We follow these principles:
Our highest priority is to satisfy the customer
through early and continuous delivery
of valuable software.
(We are not users of the systems we build, and shouldn't keep putting features in only we want. Which users care if it is OAIS compliant? And METS?)
Welcome changing requirements, even late in
development. Agile processes harness change for
the customer's competitive advantage.
(Go where the users are or want to be in terms of features, not where you think they should be. Users should be shielded from the underlying standards at ALL times.)
Deliver working software frequently, from a
couple of weeks to a couple of months, with a
preference to the shorter timescale.
(If you are not going to implement what you are designing and learn from it as you progress, then you have failed. Do not pass Go, hand in your library pass.)
Business people [USERS] and developers must work
together daily throughout the project.
Build projects around motivated individuals.
Give them the environment and support they need,
and trust them to get the job done.
(Don't just list projects you want doing and expect them to be done. Find people doing work the community finds compelling or interesting and fund them directly.)
The most efficient and effective method of
conveying information to and within a development
team is face-to-face conversation.
(More working meetings, fewer dissemination meetings. Discussion, not powerpoint.)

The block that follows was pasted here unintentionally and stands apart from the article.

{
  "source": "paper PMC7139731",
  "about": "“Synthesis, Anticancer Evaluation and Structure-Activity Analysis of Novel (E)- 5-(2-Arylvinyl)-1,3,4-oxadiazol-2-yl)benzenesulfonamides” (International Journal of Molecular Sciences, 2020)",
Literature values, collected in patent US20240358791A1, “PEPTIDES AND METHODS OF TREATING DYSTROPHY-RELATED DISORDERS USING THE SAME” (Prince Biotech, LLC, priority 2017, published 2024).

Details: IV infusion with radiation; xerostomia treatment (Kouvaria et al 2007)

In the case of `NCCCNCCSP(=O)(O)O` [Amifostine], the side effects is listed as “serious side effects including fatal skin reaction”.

Working software is the primary measure of progress.
(No plan should get the go-ahead, without implementing the ideas or design alongside it.)
Agile processes promote sustainable development.
The sponsors, developers, and users should be able
to maintain a constant pace indefinitely.
("Projects" lead to having concepts like 'final deadline' and 'wrapup meetings'. Repositories are, by their remit, continuous services, and DO NOT FIT the project paradigm.)
Continuous attention to technical excellence
and good design enhances agility.
(Can't simply work on architectual astronomy without trying to implement, can't simply code and build without a valid design choice. Not one or the other, but working on both simultaneously makes for a good service.)
Simplicity--the art of maximizing the amount
of work not done--is essential.
(Re-use, re-use, re-use. We only need one good system, not 5. In all development, there is time for divergence and a time for convergence, and it's time we converged. Shame there's no good candidate to move to...)
The best architectures, requirements, and designs
emerge from self-organizing teams.
At regular intervals, the team reflects on how
to become more effective, then tunes and adjusts
its behavior accordingly.
(No design is static and no implementation is static, only your current users are. Build and cater for the users you do have, and aim to please those you don't.)